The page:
New York State Comptroller Thomas P. DiNapoli announced the audits listed below for School Districts and Municipalities were issued during the week ending August 5, 2022:
Click on the text highlighted in color to access the complete audit report.
School District Audits
District officials did not always seek competition for professional services in accordance with district policy. As a result, services may not have been procured in the most economical manner and in the best interest of the taxpayers. District officials paid $1.2 million to six professional service providers without seeking competition and used a request for proposals (RFP) process to select certain professional service providers many years ago but did not seek new competition. Officials paid $2.1 million to six professional service providers who were selected based on RFPs issued in 2013 and 2014.
District officials did not establish adequate controls over user accounts and software updates to help prevent against unauthorized use, access and loss. In addition, officials did not periodically review all network user accounts and permissions. Auditors found 58 network user accounts had unnecessary administrative permissions and 111 network user accounts were unneeded and should have been disabled. Officials also did not adopt an adequate comprehensive information technology contingency plan to minimize the risk of data loss or prevent a serious interruption of services.
The board did not provide adequate oversight of financial operations. Specifically, the board did not establish compensation controls to address the lack of segregation of the treasurer’s duties. The board also did not request or receive adequate monthly reports from the treasurer to adequately monitor operations, ensure bank reconciliations were properly prepared, retained and reviewed or ensure all claims paid in advance were for allowable purposes.
The board and supervisor did not effectively manage the town’s financial operations, and were unaware of the town’s true financial position, because the supervisor did not maintain accurate accounting records and reports. In addition, the board did not implement adequate corrective action to address prior audit findings and recommendations, which prolonged significant deficiencies, such as inadequate financial policies, procedures, records and reports. The board also did not conduct, or contract for, an annual audit of the supervisor’s records or establish written multiyear financial and capital plans to adequately manage fund balance.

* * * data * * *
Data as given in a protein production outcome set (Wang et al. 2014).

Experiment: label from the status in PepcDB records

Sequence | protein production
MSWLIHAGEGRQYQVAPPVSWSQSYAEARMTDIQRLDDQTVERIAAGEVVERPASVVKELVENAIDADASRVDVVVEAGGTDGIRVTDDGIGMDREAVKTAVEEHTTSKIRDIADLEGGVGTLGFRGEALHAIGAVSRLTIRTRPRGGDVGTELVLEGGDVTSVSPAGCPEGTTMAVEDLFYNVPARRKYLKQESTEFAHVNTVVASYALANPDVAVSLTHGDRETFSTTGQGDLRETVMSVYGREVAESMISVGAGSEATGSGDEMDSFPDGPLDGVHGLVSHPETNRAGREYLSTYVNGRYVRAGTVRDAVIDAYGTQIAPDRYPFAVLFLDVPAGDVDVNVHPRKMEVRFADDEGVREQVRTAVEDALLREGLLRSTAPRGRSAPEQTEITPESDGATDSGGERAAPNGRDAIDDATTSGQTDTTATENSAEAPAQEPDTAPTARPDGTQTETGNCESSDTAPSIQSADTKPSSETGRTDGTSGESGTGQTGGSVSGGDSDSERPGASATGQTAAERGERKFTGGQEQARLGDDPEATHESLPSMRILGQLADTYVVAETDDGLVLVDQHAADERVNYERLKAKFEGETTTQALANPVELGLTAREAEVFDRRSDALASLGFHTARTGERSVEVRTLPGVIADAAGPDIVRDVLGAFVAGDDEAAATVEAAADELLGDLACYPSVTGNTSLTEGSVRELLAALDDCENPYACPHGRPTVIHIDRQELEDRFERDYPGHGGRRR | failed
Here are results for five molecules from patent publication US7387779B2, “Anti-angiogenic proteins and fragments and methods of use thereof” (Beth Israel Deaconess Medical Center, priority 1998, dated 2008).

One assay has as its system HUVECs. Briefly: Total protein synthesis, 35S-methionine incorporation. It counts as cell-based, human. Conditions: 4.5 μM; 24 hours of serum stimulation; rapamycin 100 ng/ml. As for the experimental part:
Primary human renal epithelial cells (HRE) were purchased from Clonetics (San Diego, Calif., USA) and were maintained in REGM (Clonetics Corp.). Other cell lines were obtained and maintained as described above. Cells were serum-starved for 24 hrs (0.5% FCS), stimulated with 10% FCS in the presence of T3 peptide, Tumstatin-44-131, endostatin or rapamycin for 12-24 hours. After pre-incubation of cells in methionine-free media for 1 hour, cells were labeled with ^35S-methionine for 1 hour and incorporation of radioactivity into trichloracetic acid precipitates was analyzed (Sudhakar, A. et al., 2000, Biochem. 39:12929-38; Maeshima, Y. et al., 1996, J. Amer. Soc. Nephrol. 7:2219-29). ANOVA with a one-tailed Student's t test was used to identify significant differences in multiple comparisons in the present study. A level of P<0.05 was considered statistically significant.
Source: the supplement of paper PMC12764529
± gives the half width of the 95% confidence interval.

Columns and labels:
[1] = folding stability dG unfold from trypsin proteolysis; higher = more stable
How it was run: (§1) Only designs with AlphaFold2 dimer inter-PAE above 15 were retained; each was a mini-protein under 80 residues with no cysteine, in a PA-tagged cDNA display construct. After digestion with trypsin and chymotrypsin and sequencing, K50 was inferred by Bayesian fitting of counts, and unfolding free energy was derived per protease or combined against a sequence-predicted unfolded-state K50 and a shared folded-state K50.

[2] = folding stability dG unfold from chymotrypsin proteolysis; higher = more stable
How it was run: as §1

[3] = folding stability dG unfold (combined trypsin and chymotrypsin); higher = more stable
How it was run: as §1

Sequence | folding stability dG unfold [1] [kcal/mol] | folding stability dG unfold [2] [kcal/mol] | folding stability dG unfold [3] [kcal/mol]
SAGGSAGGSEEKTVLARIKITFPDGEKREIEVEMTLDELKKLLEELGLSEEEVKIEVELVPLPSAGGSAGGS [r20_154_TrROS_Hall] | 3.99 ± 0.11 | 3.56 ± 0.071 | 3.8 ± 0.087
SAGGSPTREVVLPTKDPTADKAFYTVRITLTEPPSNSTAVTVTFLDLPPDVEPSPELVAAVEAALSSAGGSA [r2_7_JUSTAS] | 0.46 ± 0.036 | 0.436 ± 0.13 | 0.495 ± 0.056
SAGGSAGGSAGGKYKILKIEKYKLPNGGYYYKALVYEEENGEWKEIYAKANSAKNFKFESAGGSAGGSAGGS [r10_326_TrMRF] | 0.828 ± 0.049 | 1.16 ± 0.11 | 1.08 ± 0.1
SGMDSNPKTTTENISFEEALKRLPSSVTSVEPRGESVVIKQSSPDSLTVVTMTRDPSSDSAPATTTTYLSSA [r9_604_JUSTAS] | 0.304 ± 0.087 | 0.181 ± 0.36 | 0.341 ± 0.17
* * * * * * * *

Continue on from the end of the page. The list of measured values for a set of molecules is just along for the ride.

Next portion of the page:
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New York State Comptroller Thomas P. DiNapoli also reported that a former Village of Sherman treasurer was arrested for an alleged theft of $20,000 of town funds, noting that residents’ cash tax payments were then spent at Dollar General, Walmart, QVC and Amazon.
Former Village of Sherman Treasurer Ann Gilbert faces felony charges for the alleged theft of more than $20,000 in cash paid by residents from 2012 to 2016 for village sewer, water and taxes, according to an investigation by State Comptroller Thomas P. DiNapoli, the Chautauqua County District Attorney Jason Schmidt and the Chautauqua County Sheriff’s Office. Gilbert, 54, who now resides in Florida, was charged with grand larceny in the third degree.*
“Ms. Gilbert allegedly betrayed her neighbors by pocketing tax payments to pay her personal expenses,” DiNapoli said. “I thank District Attorney Schmidt and the Chautauqua County Sheriff’s Office for partnering with my office to hold her accountable.”
“This is not a victimless crime,” District Attorney Schmidt said. “The Village of Sherman, like many of our local municipalities here in Chautauqua County, is engaged in an every-day battle to service its residents with precious little money. Every dollar stolen is a dollar not spent on the community. No one should use their public office for personal gain.”
Ms. Gilbert allegedly embezzled village funds to pay for her personal utility bills and purchases from QVC, Dollar General, Walmart, Amazon and Pampered Chef.
To conceal her crimes, she stopped recording cash village tax payments and, instead, pocketed the money. After the Village of Sherman’s Mayor Colleen Meeder discovered Gilbert’s alleged acts of "jobbery"**, she reported them to the State Comptroller and the District Attorney who commenced an investigation. Gilbert was the village treasurer from June 2007 until August 2016.
On April 22, 2022, the State Comptroller’s Office released an audit detailing financial mismanagement of cash receipts and making recommendations for improved internal controls.
Gilbert was arrested today pending arraignment in Chautauqua County Court before Judge Marilyn Gerace.
The arrest was a result of a joint investigation between the State Comptroller’s Office, the Chautauqua County District Attorney’s Office and the Chautauqua County Sheriff’s Office.
* The charges against the defendant are merely accusations and the defendant is presumed innocent until and unless proven guilty in a court of law.
** As noted in previous NYPPL reports of such alleged acts of such misconduct, there is a term for such breaches of the public trust, "jobbery." Mirriam-Webster defines jobbery as "the improper use of public office or conduct of public business for private gain".
Since taking office in 2007, DiNapoli has committed to fighting public corruption and encourages the public to help fight fraud and abuse. New Yorkers can report allegations of fraud involving taxpayer money by calling the toll-free Fraud Hotline at 1-888-672-4555, by filing a complaint online at firstname.lastname@example.org or by mailing a complaint to: Office of the State Comptroller, Division of Investigations, 8th Floor, 110 State St., Albany, NY 12236.